What Amazon Go has developed today is a very interesting experiment. But is it really scalable? Analyst Bill McBeath suggests that there are as many as 200+ cameras in the ceilings and 4000+ more cameras on the shelves along with weight scales on each shelf. Certainly, this would mean some very significant changes to existing retail, so the jury is still out.
One example of intelligent retail is the enhancement of the fitting room experience based on augmented reality. Just like the ordinary checkout experience, another aspect of shopping that retail consumers find time-consuming and inconvenient is the fitting room experience.
Of course, we know that try-before-you-buy is one of the main reasons why brick-and-mortar stores are not going to go away. In fashion retail, however, we are seeing new innovation from Cisco:
Augmented reality technology is already being tested in-store by many retailers to help enhance the shopping experience and eliminate the fitting room inconvenience; see this field-test from Timberland.
By cutting down on the time it takes for a customer to try on an outfit or outfits, the store can impact the velocity of commerce in a significant way. The customer can also ask friends and relatives for comments before they buy – making social-buying an added function of the brick-and-mortar.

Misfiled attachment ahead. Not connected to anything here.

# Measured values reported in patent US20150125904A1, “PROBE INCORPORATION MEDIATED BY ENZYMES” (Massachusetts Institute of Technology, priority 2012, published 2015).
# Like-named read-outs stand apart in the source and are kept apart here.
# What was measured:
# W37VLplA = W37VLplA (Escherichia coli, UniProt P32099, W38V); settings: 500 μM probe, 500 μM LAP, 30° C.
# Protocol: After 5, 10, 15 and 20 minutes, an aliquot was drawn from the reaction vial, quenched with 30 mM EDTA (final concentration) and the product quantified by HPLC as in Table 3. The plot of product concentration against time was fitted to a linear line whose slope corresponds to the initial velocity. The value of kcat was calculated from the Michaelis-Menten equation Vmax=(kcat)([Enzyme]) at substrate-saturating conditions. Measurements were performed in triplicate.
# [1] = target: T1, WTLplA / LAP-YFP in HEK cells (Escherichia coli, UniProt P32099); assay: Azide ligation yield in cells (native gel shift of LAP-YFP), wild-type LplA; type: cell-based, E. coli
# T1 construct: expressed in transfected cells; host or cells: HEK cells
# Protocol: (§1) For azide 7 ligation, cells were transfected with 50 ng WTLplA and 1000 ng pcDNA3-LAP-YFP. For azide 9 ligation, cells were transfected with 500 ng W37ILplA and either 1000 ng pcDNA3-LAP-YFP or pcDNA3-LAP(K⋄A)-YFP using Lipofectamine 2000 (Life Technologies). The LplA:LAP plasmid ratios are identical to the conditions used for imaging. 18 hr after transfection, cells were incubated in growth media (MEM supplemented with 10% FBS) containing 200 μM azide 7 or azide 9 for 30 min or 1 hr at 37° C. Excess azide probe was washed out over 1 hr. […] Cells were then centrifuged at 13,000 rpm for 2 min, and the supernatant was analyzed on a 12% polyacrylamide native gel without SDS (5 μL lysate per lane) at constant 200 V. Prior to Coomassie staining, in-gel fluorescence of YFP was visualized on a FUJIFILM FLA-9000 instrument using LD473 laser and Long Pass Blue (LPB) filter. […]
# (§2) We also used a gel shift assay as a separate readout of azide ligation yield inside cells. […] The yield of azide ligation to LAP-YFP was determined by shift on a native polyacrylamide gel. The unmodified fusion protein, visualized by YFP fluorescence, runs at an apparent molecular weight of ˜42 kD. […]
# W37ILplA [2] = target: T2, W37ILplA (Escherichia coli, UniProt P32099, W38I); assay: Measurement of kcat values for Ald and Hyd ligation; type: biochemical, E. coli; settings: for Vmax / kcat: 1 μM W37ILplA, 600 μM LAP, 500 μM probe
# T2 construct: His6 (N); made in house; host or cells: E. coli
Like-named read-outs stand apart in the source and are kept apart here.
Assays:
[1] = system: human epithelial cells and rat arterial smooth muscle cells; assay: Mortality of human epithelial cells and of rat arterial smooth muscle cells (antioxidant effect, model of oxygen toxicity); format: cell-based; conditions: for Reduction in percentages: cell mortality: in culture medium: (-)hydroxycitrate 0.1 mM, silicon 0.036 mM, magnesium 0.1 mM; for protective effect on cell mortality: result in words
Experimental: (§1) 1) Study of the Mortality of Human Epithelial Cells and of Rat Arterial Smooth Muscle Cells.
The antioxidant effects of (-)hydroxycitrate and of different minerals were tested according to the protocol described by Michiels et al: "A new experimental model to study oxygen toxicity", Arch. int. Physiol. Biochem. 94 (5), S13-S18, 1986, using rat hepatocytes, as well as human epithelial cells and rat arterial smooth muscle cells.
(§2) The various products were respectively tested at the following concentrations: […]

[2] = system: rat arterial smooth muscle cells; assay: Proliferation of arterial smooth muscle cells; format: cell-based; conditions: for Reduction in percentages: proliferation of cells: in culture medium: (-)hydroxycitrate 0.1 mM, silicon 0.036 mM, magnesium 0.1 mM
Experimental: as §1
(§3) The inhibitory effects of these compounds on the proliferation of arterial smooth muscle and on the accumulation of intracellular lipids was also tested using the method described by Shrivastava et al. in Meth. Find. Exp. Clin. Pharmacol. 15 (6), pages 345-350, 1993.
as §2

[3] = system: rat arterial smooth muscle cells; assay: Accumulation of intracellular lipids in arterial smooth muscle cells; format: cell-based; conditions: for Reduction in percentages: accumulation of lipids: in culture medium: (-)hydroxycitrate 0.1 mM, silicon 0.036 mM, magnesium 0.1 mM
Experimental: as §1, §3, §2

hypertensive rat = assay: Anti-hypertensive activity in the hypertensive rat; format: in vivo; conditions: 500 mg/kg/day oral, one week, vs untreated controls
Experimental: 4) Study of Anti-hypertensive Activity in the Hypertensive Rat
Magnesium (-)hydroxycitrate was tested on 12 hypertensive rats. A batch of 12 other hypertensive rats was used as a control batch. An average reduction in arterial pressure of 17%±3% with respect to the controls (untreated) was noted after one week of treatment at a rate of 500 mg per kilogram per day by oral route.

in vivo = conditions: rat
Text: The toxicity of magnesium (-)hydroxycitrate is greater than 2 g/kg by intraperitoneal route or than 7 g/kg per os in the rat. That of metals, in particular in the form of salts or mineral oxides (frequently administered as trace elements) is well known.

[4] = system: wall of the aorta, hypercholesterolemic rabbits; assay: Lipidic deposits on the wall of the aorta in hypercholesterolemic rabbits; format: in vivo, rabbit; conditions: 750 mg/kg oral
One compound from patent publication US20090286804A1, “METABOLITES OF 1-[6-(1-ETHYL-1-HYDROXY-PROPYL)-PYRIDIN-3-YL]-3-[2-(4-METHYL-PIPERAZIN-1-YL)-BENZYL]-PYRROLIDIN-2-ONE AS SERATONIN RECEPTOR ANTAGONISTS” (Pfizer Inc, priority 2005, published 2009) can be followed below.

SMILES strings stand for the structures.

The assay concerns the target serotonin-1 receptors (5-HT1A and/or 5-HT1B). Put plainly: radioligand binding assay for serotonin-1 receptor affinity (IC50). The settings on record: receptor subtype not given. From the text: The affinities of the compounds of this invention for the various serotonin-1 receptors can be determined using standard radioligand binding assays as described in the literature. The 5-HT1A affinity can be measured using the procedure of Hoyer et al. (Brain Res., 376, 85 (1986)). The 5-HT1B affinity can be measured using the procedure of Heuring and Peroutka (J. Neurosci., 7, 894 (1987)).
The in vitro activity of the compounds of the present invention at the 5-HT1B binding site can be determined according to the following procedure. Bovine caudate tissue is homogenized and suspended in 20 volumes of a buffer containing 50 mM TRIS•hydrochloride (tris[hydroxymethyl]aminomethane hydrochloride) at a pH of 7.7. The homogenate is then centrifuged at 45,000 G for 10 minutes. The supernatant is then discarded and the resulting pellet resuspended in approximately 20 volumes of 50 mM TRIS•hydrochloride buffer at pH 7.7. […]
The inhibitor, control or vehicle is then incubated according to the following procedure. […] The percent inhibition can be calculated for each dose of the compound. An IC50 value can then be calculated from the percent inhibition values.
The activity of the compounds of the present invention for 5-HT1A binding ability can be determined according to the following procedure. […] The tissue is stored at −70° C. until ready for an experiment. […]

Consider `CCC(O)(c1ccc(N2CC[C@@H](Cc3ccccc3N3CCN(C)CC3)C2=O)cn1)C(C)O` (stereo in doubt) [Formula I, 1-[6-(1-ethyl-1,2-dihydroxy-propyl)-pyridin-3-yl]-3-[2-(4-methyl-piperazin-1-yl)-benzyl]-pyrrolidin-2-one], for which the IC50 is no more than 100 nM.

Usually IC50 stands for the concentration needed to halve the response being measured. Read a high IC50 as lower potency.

Location and Micro-Moments
The intelligent kiosk is a robotic retail format that allows merchants to run economic satellite stores in locations where consumers need specific products, but currently have no ability to buy.
If you are looking to expand existing retail operation into new locations, you can acquire a walk-in kiosk for secure, unattended retail operations in targeted locations where people would like to shop, but currently can’t, including hotel lobbies, residential buildings, office spaces, university campuses, airports, etc. By placing these kiosks in locations that maximize sales, merchants can create distributed stores catering to the “I-want-to-buy” micro-moment.